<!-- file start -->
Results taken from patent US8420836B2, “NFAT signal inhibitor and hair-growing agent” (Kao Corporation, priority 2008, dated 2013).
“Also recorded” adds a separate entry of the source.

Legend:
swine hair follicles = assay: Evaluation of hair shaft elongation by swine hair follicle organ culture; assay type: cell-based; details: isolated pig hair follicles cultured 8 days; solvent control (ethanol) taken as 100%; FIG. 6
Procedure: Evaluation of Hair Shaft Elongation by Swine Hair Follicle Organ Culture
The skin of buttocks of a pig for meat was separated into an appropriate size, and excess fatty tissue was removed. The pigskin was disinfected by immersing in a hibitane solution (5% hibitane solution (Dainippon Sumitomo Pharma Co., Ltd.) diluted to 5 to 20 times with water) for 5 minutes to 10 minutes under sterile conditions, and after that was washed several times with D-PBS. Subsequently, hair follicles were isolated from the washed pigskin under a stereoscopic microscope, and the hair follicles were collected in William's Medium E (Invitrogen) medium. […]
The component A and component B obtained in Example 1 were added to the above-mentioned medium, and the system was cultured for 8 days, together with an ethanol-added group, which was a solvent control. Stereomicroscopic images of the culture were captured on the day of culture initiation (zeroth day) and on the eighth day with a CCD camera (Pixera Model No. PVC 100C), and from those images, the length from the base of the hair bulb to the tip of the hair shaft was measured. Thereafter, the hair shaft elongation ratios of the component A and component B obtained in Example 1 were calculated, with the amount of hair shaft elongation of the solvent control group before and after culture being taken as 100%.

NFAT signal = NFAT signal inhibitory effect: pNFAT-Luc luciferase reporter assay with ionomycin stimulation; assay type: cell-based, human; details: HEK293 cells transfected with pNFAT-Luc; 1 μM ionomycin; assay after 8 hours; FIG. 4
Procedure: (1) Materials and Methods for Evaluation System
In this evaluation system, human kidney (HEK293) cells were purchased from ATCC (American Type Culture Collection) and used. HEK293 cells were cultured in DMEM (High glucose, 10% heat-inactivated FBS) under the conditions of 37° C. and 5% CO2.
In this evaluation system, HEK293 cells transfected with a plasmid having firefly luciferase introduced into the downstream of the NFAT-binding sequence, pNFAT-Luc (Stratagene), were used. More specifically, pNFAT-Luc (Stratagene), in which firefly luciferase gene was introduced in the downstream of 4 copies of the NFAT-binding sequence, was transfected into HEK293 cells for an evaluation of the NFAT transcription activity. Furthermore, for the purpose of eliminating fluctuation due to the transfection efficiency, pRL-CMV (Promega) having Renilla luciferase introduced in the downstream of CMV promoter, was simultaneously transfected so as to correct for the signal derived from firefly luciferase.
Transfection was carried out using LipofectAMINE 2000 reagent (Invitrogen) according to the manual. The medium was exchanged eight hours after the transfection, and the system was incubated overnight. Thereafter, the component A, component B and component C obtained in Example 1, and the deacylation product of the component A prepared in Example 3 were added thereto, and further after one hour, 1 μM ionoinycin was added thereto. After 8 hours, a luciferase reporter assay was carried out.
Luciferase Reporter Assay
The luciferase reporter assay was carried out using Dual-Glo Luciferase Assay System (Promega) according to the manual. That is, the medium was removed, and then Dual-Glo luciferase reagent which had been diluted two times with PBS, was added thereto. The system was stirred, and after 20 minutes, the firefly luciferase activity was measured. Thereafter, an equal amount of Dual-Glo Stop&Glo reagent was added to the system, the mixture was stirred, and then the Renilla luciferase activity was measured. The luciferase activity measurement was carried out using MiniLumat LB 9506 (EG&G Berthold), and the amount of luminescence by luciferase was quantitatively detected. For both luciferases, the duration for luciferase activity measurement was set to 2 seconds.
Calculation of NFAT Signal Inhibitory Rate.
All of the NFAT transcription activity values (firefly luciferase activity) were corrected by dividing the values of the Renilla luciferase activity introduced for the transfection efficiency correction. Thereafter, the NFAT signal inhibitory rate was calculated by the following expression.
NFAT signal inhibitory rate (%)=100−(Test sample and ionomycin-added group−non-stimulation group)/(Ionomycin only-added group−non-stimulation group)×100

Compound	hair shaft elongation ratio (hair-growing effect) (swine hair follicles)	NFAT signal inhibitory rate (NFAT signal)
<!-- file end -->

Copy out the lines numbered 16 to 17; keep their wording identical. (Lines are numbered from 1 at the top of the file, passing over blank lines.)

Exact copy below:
All of the NFAT transcription activity values (firefly luciferase activity) were corrected by dividing the values of the Renilla luciferase activity introduced for the transfection efficiency correction. Thereafter, the NFAT signal inhibitory rate was calculated by the following expression.
NFAT signal inhibitory rate (%)=100−(Test sample and ionomycin-added group−non-stimulation group)/(Ionomycin only-added group−non-stimulation group)×100